Beato is still living there, HHS spokeswoman Christina Pearson said in an e-mail yesterday to our colleague Christopher Lee. She said Beato's eligibility for the subsidized housing expired when her federal service did. But the NIH has given her "a transition period" to move. "My understanding is that Dr. Beato is making arrangements to close on a house at the end of this month," Pearson wrote.

She's paying $1,795 a month, the NIH reports, for a four-bedroom duplex on the grounds of the NIH campus. She has been there since at least 2001.

You Seen That Manuscript? (Wink)

Remember the good old days when Douglas Feith, one of the Pentagon's leading Iraq hawks, would edit every comma in his subordinates' memoranda, provoking one subordinate to label his office the worst-managed she'd ever seen?

Well, they sure remember Feith's endless blue pencil antics over at the Pentagon. And turnabout is fair play, it seems.

Five months ago, the former undersecretary of defense for policy submitted for security review the first 10 parts of his Churchillian memoirs about leading America to victory in Iraq. He was doing so voluntarily -- unlike the CIA, the Pentagon doesn't require pre-publication review of books by former officials.

But the Pentagon review, being conducted by a couple of security squirrels, dragged on in the dungeons of the department. Concurrent reviews by the State Department, the CIA and the National Security Council had been completed.

"I bent over backwards to keep it in regular channels and not call higher-up people," Feith told us yesterday. But time went on, and he couldn't get a response from the Pentagon. "It was from someone in my former office," Feith said -- surprise, surprise -- "but I don't know who."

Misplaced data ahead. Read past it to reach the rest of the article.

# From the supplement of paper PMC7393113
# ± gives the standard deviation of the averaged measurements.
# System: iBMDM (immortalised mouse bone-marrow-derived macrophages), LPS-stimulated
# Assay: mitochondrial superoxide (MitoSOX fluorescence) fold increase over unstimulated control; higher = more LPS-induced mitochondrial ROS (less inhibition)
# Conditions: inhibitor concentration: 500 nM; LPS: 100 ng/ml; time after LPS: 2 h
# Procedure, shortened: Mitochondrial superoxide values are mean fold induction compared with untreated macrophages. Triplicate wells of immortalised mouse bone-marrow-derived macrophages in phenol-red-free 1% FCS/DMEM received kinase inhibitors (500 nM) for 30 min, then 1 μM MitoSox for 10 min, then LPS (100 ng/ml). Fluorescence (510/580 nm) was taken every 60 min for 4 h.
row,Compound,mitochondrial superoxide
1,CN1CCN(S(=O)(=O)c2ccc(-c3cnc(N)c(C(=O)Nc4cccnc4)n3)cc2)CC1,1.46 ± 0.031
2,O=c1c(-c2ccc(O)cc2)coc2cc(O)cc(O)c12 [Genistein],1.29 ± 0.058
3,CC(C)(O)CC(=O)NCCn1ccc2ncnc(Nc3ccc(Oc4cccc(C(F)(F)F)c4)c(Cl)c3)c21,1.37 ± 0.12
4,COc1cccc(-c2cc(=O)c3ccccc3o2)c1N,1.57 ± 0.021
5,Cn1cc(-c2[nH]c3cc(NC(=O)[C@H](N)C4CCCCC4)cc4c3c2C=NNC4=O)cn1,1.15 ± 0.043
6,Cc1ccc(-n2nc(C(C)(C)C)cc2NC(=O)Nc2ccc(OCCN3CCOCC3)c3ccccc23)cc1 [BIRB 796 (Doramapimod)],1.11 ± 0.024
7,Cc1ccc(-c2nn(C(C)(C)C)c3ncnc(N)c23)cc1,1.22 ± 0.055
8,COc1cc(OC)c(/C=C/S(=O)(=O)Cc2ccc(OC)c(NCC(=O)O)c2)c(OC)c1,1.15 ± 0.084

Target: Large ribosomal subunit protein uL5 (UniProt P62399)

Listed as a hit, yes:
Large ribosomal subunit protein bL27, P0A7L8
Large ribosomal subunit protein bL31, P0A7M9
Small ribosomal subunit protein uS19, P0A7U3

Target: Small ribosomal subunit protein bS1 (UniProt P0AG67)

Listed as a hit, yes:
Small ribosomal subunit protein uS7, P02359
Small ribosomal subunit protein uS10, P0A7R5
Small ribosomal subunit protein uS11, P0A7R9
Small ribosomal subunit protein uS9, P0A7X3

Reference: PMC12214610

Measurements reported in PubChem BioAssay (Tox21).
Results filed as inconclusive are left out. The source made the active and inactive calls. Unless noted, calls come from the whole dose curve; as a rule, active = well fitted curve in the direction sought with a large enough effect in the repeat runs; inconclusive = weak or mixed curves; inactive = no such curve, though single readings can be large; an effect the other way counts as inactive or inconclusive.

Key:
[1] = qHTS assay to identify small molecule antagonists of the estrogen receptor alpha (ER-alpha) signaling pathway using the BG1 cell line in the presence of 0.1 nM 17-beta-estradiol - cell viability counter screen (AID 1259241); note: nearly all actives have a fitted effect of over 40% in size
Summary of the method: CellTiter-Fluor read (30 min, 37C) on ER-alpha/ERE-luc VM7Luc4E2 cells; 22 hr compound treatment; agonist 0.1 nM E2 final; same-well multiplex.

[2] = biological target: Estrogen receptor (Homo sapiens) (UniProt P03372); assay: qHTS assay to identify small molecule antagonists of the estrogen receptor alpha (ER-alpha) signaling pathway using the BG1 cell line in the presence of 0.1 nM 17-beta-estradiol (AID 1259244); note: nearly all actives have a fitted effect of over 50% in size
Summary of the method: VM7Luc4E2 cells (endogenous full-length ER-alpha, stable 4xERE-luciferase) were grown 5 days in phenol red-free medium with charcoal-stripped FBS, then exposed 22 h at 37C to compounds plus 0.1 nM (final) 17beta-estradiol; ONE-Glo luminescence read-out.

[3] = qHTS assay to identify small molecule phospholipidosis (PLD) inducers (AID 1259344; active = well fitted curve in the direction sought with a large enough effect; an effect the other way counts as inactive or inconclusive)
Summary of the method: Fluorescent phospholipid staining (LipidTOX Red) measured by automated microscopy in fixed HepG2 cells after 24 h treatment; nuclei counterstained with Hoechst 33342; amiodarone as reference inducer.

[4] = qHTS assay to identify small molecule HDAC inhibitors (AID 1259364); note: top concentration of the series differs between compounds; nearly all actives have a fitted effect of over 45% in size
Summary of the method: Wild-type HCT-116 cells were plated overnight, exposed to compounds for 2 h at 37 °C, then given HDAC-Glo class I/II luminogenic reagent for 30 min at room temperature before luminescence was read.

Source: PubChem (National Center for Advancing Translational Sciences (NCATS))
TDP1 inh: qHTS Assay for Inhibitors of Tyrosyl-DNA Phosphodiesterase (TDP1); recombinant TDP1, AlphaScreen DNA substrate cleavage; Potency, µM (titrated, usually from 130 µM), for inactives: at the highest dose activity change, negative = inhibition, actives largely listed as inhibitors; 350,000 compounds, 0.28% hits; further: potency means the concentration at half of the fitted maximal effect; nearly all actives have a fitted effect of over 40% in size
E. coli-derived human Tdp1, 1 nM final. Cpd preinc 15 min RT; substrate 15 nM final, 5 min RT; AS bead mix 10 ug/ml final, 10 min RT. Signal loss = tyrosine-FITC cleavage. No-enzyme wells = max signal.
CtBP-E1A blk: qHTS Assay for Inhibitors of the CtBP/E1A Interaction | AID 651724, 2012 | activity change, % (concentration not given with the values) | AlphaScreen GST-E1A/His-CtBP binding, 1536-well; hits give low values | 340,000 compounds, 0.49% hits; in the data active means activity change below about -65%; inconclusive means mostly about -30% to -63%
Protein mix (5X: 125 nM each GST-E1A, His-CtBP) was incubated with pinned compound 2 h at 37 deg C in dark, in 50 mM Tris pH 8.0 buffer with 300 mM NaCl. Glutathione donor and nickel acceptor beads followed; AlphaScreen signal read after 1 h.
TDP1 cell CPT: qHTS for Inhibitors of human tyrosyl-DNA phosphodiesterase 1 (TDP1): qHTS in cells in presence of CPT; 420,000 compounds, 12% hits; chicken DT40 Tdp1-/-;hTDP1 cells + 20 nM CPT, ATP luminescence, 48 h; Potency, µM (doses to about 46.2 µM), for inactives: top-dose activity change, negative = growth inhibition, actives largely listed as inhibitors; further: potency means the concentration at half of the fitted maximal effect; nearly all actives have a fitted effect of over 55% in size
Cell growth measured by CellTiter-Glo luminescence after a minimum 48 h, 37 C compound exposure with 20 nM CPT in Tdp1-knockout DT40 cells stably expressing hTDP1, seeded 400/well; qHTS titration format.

So he made a call up the chain -- he won't say to whom -- and sure enough, the skies promptly cleared, and the problems -- apparently none of major import -- suddenly disappeared. One argument, we were told, developed over supporting documents for about five footnotes out of several hundred in the manuscript.

"The idea that this would take five months is a little astonishing," a Pentagon official aware of the security review told our colleague Tom Ricks. The official asked not to be identified because the public affairs people told her not to speak on the record, she said. "We have been slow. . . . We are certainly going to be more responsive and more timely." You betcha.

Feith said he recently sent over the final six chapters of "War and Decision," and he's hoping the clearance process this time will be only a few weeks. Meanwhile, Feith is beavering away, doing what he called "all the work that you have to do" on a book "after you think you're done," and looking to a January publication date.

January? Not pre-Christmas or the spring? "I'm told by my publisher that this is one of the best times for serious nonfiction," he said.

My Pal Dick

Speaking of the Pentagon, here's a telling snippet from former defense secretary Donald Rumsfeld's interview in the latest issue of GQ.

Do you think your old buddy W. hopes he's Harry Truman in 50 years?

"I. Don't. Know."

Do you miss him?

"Um, no."

A wry Rummy smile.

How about Colin Powell? Are you still close?

"No! We're not close. Never were."

Cheney?

"I still see Cheney."